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If you don't vote, your neighborhood may find out about it


Voting records are public information and some groups are hoping to use this information to "vote shame" people into heading to the polls Tuesday.

Letters from organizations have been arriving in Minnesotans mailboxes in the last few weeks and on many of them is the recipient's name as well as some of their neighbors, listing who has voted in recent elections and who hasn't, KSTP reports.

This "vote shaming" tactic, which is meant to create social pressure and shame the recipient into voting, has been reported on by various publications in the last week or so, including the Wall Street JournalRaw Story, the Portland Press Herald and the Pittsburgh Post-Gazette.

Wait, how do they know if I voted?

Voting records are public information in every state except Virginia, ThinkProgress says.

In Minnesota, records can be obtained from the state Secretary of State's office for a small fee. Records don't say who someone voted for, but does list contact information and voting history. Minnesota state law says information on registered Minnesota voters may only be used for purposes related to elections, political activities or law enforcement.

In some cases, these vote shaming mailings go a step further and threaten to send another voter "report card" after the election to tell neighbors whether you actually cast a ballot, USA Today notes.

Both DFL and GOP-leaning political groups across the country are using this tactic this year to push people to the polls. The letters in KSTP's story were from America Votes and a registered Minnesota voter told BringMeTheNews she'd received a similar letter from The Voter Participation Center.

In September, reported on "vote shaming" by the Republican party. A voter received an oversized postcard in the mail that highlighted recent close elections for Democratic candidates, and said "public records show that you don't always vote."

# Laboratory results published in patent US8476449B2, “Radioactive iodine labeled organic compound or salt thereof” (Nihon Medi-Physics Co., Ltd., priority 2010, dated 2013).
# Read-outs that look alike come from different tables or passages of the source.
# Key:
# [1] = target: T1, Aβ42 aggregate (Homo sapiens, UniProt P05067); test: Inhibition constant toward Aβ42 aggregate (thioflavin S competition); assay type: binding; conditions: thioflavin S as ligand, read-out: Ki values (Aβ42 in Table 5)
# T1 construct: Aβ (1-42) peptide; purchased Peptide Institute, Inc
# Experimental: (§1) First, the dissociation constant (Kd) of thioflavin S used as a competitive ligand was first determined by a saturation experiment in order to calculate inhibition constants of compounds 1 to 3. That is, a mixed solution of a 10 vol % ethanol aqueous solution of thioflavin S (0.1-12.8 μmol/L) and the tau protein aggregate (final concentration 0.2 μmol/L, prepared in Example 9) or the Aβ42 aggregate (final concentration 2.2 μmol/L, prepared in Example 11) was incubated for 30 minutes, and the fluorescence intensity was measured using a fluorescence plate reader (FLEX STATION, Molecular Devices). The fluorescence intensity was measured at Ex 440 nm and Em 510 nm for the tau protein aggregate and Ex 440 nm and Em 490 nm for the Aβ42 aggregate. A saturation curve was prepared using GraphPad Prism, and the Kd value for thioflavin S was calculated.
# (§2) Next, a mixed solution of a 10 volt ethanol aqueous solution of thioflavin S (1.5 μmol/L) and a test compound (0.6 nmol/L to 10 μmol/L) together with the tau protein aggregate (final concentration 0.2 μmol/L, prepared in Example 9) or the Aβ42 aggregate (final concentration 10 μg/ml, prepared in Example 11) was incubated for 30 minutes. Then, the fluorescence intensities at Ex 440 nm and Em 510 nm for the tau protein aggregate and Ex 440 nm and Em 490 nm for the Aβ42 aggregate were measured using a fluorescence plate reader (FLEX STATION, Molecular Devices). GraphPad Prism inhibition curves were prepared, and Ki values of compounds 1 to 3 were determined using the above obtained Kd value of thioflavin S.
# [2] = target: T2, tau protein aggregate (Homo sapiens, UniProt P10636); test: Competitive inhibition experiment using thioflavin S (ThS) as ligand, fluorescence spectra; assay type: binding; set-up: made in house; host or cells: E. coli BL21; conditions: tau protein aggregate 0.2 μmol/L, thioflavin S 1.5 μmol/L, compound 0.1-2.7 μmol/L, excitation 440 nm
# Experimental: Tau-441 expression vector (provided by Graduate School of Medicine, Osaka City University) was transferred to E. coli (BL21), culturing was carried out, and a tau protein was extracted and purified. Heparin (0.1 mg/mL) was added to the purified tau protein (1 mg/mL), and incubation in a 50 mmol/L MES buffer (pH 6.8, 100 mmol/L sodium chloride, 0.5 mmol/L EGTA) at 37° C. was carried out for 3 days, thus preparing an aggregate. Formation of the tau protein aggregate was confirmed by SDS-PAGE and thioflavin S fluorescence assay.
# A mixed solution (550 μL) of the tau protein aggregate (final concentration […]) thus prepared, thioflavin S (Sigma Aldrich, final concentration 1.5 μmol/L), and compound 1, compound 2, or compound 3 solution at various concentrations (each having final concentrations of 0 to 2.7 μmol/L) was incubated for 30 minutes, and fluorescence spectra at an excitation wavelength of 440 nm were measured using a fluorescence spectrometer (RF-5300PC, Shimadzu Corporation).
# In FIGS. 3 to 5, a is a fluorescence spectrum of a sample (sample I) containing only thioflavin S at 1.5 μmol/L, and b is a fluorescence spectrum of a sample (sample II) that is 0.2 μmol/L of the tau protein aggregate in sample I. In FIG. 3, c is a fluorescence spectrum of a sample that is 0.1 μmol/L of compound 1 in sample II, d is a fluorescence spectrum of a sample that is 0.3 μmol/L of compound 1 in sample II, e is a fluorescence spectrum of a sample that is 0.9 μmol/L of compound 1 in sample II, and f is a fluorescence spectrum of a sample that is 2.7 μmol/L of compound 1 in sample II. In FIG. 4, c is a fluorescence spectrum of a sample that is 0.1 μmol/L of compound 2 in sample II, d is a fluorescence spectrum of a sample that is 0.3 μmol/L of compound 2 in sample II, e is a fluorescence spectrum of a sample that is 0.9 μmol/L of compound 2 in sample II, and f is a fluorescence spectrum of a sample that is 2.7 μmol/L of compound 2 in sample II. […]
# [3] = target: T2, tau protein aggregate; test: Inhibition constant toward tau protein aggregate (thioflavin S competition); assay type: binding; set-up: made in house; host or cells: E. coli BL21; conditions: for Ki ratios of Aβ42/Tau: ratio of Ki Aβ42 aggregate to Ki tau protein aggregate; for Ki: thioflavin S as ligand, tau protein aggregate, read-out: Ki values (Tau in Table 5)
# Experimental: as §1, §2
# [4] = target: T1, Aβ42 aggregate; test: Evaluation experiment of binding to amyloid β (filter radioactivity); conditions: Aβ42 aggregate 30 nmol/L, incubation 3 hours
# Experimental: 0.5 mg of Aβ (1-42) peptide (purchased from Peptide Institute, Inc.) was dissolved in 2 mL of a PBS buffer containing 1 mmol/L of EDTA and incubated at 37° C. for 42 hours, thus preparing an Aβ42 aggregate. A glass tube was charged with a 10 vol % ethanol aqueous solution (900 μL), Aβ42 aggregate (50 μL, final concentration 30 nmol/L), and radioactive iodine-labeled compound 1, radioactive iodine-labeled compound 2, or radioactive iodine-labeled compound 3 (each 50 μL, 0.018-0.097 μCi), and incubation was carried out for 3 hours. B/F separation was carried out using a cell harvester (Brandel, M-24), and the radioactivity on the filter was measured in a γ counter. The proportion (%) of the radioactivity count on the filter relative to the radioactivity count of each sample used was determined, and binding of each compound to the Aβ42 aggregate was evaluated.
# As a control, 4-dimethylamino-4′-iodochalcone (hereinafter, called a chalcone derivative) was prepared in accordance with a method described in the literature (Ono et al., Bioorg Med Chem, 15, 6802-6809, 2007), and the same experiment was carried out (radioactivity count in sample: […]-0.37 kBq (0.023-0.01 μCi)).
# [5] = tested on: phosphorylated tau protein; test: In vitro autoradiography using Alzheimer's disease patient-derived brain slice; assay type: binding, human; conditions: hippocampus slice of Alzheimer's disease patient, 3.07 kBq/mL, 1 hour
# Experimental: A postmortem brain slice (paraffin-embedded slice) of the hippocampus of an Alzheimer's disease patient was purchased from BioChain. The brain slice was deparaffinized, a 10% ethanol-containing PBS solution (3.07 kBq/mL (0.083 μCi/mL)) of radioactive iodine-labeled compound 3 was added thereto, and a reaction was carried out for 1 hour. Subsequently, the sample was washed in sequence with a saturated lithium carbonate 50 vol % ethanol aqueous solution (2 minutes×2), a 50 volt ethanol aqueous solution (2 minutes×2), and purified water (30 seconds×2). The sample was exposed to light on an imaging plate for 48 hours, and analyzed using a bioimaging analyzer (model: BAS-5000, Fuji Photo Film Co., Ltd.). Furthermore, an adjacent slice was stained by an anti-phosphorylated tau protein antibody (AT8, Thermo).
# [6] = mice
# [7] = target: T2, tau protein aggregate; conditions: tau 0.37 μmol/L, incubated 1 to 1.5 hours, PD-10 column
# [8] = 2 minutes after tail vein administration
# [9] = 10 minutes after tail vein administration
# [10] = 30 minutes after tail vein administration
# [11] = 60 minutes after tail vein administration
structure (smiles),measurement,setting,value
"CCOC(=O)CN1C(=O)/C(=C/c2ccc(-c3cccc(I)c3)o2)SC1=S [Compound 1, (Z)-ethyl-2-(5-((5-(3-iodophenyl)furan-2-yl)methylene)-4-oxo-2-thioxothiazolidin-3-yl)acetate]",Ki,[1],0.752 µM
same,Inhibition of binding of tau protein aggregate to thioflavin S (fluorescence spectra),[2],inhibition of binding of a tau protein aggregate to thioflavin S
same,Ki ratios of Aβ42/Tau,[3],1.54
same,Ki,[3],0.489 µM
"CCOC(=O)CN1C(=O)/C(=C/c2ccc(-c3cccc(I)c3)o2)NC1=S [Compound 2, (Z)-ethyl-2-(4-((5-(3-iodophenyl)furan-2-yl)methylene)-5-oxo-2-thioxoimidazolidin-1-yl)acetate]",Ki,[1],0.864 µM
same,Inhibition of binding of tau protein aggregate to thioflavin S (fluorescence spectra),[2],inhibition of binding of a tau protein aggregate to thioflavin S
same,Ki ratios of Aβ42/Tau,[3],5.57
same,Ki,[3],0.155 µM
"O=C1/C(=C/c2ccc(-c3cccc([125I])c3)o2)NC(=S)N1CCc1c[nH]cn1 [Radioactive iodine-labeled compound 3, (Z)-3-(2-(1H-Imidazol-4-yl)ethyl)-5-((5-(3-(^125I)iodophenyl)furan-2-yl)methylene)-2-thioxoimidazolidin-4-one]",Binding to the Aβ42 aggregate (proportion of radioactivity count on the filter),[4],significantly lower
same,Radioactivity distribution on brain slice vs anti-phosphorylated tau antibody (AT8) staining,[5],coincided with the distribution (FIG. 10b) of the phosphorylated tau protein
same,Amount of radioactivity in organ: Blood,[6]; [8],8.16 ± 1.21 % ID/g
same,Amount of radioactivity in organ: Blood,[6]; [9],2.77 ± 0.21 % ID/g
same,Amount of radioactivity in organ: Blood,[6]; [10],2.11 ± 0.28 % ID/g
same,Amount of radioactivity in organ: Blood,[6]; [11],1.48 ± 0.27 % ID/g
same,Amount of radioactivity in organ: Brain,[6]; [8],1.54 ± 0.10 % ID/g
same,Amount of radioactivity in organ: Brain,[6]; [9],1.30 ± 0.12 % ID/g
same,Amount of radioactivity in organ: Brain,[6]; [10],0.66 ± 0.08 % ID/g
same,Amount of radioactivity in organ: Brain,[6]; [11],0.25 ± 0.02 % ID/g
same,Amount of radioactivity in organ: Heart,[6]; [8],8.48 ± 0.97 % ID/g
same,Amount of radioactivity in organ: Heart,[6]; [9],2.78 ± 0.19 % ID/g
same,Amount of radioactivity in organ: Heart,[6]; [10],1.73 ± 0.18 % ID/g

The "vote shaming" tactic has proven to work in some cases – these mailers have been effective in some competitive races, increasing voter turnout by as much as 8 percentage points, the Wall Street Journal notes.

A Yale University study that analyzed the success of vote shaming says: "Results suggest that mailings disclosing past voting behavior had strong effects on voter turnout and that these effects were significantly enhanced when it disclosed an abstention in a recent election."

"Vote shaming" has been a tactic for the last few elections – it's described in the book "The Victory Lab: The Secret Science of Winning Campaigns" and was recently used in Wisconsin in 2012 – although that generated some controversy, notes.

Online shaming

But this year some organizations are taking vote shaming to a different level by using social media. USA Today reported that there's a Facebook app for vote shaming in Oregon. The "DidTheyVote" app lets users check their Facebook friends' names against the state's voting records to see whether they voted.

And in Iowa, some Facebook users saw sponsored advertisements from the Republican National Committee that said, "Iowa will release the list of individuals who voted in this election." Below was an aerial view of a neighborhood with checkmarks that show who voted GOP, ThinkProgress reported, even though that information is not public record.

This year people around the country have shared their displeasure with vote shaming, referring to it as "voting police," or like Big Brother looking over your shoulder.

Here's a sampling of what people had to say on Twitter:

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